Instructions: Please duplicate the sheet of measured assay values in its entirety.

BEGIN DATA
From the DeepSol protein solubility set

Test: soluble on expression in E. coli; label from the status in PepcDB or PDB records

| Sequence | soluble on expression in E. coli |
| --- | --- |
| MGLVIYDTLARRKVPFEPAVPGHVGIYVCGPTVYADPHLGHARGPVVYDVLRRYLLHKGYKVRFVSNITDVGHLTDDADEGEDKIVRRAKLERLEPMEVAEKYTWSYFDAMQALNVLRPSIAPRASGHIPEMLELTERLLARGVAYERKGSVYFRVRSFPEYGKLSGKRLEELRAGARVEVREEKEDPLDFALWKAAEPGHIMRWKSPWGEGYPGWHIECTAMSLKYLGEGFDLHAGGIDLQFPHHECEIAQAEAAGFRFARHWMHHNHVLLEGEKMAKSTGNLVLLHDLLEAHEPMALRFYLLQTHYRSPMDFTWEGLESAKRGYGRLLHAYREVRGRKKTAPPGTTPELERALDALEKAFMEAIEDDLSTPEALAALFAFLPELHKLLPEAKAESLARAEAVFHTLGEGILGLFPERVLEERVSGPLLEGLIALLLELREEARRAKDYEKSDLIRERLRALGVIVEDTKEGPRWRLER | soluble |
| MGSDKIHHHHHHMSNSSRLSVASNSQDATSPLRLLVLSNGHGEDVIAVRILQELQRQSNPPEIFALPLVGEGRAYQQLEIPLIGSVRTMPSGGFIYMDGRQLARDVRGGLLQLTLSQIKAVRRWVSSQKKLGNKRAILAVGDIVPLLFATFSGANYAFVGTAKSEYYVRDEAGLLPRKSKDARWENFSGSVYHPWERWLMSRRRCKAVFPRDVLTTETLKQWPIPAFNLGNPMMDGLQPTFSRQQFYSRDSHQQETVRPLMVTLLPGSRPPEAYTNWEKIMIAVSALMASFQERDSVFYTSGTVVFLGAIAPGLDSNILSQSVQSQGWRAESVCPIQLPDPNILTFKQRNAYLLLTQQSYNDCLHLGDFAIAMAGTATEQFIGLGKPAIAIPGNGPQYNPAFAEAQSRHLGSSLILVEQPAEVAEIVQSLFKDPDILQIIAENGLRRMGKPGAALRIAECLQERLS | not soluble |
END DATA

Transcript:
From the DeepSol protein solubility set

Test: soluble on expression in E. coli; label from the status in PepcDB or PDB records

| Sequence | soluble on expression in E. coli |
| --- | --- |
| MGLVIYDTLARRKVPFEPAVPGHVGIYVCGPTVYADPHLGHARGPVVYDVLRRYLLHKGYKVRFVSNITDVGHLTDDADEGEDKIVRRAKLERLEPMEVAEKYTWSYFDAMQALNVLRPSIAPRASGHIPEMLELTERLLARGVAYERKGSVYFRVRSFPEYGKLSGKRLEELRAGARVEVREEKEDPLDFALWKAAEPGHIMRWKSPWGEGYPGWHIECTAMSLKYLGEGFDLHAGGIDLQFPHHECEIAQAEAAGFRFARHWMHHNHVLLEGEKMAKSTGNLVLLHDLLEAHEPMALRFYLLQTHYRSPMDFTWEGLESAKRGYGRLLHAYREVRGRKKTAPPGTTPELERALDALEKAFMEAIEDDLSTPEALAALFAFLPELHKLLPEAKAESLARAEAVFHTLGEGILGLFPERVLEERVSGPLLEGLIALLLELREEARRAKDYEKSDLIRERLRALGVIVEDTKEGPRWRLER | soluble |
| MGSDKIHHHHHHMSNSSRLSVASNSQDATSPLRLLVLSNGHGEDVIAVRILQELQRQSNPPEIFALPLVGEGRAYQQLEIPLIGSVRTMPSGGFIYMDGRQLARDVRGGLLQLTLSQIKAVRRWVSSQKKLGNKRAILAVGDIVPLLFATFSGANYAFVGTAKSEYYVRDEAGLLPRKSKDARWENFSGSVYHPWERWLMSRRRCKAVFPRDVLTTETLKQWPIPAFNLGNPMMDGLQPTFSRQQFYSRDSHQQETVRPLMVTLLPGSRPPEAYTNWEKIMIAVSALMASFQERDSVFYTSGTVVFLGAIAPGLDSNILSQSVQSQGWRAESVCPIQLPDPNILTFKQRNAYLLLTQQSYNDCLHLGDFAIAMAGTATEQFIGLGKPAIAIPGNGPQYNPAFAEAQSRHLGSSLILVEQPAEVAEIVQSLFKDPDILQIIAENGLRRMGKPGAALRIAECLQERLS | not soluble |